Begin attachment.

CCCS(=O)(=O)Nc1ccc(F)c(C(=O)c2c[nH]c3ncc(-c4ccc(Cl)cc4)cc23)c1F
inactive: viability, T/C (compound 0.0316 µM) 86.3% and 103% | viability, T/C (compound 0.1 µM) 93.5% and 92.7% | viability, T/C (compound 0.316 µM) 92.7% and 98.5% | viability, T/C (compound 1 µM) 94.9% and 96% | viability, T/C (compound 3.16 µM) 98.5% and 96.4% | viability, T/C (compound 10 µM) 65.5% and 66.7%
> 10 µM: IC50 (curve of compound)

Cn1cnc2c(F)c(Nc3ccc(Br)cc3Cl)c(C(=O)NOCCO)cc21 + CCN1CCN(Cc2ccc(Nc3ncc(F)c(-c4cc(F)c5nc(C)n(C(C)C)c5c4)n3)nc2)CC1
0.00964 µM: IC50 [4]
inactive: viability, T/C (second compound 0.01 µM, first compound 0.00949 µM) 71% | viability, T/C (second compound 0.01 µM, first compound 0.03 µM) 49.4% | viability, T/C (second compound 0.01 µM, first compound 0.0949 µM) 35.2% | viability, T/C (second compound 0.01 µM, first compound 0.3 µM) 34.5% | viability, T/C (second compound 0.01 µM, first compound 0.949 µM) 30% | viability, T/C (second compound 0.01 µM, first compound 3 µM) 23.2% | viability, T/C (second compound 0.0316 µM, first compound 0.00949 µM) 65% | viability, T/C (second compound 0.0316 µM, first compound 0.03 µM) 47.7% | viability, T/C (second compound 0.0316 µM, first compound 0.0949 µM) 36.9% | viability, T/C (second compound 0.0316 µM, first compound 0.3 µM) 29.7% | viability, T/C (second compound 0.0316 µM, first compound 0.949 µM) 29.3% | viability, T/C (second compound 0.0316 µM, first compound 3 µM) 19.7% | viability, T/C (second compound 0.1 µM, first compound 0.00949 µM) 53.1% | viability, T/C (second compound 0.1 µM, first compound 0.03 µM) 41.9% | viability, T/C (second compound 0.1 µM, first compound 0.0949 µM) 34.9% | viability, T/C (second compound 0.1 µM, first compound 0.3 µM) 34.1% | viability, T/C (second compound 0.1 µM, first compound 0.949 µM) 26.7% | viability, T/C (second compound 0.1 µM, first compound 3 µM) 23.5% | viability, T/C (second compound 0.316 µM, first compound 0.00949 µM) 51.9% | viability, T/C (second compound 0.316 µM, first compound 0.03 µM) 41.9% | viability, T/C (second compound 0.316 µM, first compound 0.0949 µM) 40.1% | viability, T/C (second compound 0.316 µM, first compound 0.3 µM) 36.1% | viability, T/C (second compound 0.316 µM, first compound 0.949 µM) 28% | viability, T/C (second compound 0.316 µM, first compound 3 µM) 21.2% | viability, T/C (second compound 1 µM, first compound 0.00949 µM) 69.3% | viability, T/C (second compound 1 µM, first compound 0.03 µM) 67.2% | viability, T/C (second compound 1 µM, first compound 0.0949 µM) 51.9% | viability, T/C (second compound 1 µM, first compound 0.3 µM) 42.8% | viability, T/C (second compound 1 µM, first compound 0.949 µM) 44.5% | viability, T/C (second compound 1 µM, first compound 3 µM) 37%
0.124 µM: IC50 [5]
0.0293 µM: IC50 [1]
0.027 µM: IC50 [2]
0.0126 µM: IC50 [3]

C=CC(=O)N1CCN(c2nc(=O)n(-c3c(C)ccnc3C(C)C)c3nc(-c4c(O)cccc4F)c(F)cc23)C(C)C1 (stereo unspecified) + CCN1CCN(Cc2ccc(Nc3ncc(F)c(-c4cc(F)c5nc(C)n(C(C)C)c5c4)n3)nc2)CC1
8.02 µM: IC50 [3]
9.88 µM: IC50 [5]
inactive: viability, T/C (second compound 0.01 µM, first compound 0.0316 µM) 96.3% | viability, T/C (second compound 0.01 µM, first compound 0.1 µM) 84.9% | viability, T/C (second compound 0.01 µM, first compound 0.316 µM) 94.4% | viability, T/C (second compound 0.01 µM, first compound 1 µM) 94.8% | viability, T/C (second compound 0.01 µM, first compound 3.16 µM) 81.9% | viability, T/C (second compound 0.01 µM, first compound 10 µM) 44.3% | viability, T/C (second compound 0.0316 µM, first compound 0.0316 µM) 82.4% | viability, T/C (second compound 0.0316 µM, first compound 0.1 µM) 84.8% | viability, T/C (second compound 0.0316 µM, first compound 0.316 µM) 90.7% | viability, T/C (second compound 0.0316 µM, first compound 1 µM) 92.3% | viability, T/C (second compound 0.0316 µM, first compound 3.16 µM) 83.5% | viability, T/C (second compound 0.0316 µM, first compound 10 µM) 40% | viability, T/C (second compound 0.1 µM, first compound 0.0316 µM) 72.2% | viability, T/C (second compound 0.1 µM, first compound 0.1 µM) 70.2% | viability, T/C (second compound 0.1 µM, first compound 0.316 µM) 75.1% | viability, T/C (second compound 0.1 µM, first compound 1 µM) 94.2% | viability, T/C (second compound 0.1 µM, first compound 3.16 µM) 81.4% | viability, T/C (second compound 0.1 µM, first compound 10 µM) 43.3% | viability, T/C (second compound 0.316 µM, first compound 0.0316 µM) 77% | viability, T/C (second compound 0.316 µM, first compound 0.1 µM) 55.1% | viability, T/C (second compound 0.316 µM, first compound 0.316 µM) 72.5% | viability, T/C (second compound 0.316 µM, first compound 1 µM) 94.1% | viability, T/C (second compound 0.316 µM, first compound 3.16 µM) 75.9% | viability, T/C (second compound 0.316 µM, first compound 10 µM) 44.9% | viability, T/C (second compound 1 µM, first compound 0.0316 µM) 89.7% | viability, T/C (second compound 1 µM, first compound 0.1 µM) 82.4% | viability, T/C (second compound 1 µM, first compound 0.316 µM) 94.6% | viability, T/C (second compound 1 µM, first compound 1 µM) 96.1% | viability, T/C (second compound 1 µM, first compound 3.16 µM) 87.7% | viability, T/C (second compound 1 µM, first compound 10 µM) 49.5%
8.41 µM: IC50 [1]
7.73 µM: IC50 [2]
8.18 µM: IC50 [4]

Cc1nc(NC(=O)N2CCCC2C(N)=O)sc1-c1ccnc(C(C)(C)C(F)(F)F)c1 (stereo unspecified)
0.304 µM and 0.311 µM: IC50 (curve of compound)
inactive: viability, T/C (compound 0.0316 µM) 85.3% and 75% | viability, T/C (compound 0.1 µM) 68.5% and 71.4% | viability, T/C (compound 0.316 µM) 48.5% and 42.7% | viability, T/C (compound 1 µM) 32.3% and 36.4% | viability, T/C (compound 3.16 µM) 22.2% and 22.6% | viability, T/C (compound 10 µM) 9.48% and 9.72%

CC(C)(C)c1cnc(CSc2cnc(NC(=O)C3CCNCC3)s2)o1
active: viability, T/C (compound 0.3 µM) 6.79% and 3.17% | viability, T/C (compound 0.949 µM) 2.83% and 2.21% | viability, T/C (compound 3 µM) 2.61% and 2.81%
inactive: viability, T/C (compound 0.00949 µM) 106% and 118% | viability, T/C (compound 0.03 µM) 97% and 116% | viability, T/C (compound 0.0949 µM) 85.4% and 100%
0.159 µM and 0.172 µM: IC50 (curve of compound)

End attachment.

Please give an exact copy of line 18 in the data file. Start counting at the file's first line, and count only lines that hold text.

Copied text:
Cc1nc(NC(=O)N2CCCC2C(N)=O)sc1-c1ccnc(C(C)(C)C(F)(F)F)c1 (stereo unspecified)